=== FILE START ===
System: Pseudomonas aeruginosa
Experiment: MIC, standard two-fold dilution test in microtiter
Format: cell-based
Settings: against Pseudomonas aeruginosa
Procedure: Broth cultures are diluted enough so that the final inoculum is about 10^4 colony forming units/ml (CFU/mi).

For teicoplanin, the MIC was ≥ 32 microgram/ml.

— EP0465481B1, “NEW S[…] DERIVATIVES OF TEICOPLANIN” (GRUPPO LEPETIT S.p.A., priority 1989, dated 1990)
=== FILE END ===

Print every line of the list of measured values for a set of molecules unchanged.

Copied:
System: Pseudomonas aeruginosa
Experiment: MIC, standard two-fold dilution test in microtiter
Format: cell-based
Settings: against Pseudomonas aeruginosa
Procedure: Broth cultures are diluted enough so that the final inoculum is about 10^4 colony forming units/ml (CFU/mi).

For teicoplanin, the MIC was ≥ 32 microgram/ml.

— EP0465481B1, “NEW S[…] DERIVATIVES OF TEICOPLANIN” (GRUPPO LEPETIT S.p.A., priority 1989, dated 1990)